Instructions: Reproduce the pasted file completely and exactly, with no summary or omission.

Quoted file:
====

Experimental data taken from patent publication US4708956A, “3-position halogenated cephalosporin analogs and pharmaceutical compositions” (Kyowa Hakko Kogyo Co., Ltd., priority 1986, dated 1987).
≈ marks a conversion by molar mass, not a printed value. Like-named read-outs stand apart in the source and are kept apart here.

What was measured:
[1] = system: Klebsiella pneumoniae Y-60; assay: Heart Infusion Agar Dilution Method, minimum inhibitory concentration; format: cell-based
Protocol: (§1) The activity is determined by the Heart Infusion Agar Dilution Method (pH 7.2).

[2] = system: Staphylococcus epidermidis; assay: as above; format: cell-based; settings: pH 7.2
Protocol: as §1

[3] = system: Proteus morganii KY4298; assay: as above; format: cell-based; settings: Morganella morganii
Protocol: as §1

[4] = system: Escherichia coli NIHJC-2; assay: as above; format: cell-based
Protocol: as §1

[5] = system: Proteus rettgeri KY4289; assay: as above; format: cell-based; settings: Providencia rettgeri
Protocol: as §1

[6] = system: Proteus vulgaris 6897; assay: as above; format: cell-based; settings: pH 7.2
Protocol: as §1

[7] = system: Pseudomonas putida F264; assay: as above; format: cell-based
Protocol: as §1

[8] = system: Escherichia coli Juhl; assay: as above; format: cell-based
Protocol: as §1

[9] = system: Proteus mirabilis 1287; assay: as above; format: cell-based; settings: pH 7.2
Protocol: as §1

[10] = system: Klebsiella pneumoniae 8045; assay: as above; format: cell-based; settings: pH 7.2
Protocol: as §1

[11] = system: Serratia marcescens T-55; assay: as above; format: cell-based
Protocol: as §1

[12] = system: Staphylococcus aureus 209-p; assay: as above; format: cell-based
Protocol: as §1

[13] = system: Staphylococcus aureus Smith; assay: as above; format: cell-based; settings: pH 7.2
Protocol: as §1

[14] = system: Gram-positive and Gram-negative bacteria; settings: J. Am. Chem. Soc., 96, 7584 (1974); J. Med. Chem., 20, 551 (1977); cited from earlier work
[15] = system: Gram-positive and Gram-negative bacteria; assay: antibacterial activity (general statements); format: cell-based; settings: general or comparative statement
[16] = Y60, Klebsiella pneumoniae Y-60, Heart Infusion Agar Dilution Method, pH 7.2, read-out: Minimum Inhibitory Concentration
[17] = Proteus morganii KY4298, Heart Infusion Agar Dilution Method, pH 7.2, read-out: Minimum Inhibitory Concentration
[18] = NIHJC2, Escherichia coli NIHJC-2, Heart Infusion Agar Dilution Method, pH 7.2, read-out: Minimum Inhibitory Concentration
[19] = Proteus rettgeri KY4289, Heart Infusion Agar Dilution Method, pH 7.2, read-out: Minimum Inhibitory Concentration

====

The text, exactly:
Experimental data taken from patent publication US4708956A, “3-position halogenated cephalosporin analogs and pharmaceutical compositions” (Kyowa Hakko Kogyo Co., Ltd., priority 1986, dated 1987).
≈ marks a conversion by molar mass, not a printed value. Like-named read-outs stand apart in the source and are kept apart here.

What was measured:
[1] = system: Klebsiella pneumoniae Y-60; assay: Heart Infusion Agar Dilution Method, minimum inhibitory concentration; format: cell-based
Protocol: (§1) The activity is determined by the Heart Infusion Agar Dilution Method (pH 7.2).

[2] = system: Staphylococcus epidermidis; assay: as above; format: cell-based; settings: pH 7.2
Protocol: as §1

[3] = system: Proteus morganii KY4298; assay: as above; format: cell-based; settings: Morganella morganii
Protocol: as §1

[4] = system: Escherichia coli NIHJC-2; assay: as above; format: cell-based
Protocol: as §1

[5] = system: Proteus rettgeri KY4289; assay: as above; format: cell-based; settings: Providencia rettgeri
Protocol: as §1

[6] = system: Proteus vulgaris 6897; assay: as above; format: cell-based; settings: pH 7.2
Protocol: as §1

[7] = system: Pseudomonas putida F264; assay: as above; format: cell-based
Protocol: as §1

[8] = system: Escherichia coli Juhl; assay: as above; format: cell-based
Protocol: as §1

[9] = system: Proteus mirabilis 1287; assay: as above; format: cell-based; settings: pH 7.2
Protocol: as §1

[10] = system: Klebsiella pneumoniae 8045; assay: as above; format: cell-based; settings: pH 7.2
Protocol: as §1

[11] = system: Serratia marcescens T-55; assay: as above; format: cell-based
Protocol: as §1

[12] = system: Staphylococcus aureus 209-p; assay: as above; format: cell-based
Protocol: as §1

[13] = system: Staphylococcus aureus Smith; assay: as above; format: cell-based; settings: pH 7.2
Protocol: as §1

[14] = system: Gram-positive and Gram-negative bacteria; settings: J. Am. Chem. Soc., 96, 7584 (1974); J. Med. Chem., 20, 551 (1977); cited from earlier work
[15] = system: Gram-positive and Gram-negative bacteria; assay: antibacterial activity (general statements); format: cell-based; settings: general or comparative statement
[16] = Y60, Klebsiella pneumoniae Y-60, Heart Infusion Agar Dilution Method, pH 7.2, read-out: Minimum Inhibitory Concentration
[17] = Proteus morganii KY4298, Heart Infusion Agar Dilution Method, pH 7.2, read-out: Minimum Inhibitory Concentration
[18] = NIHJC2, Escherichia coli NIHJC-2, Heart Infusion Agar Dilution Method, pH 7.2, read-out: Minimum Inhibitory Concentration
[19] = Proteus rettgeri KY4289, Heart Infusion Agar Dilution Method, pH 7.2, read-out: Minimum Inhibitory Concentration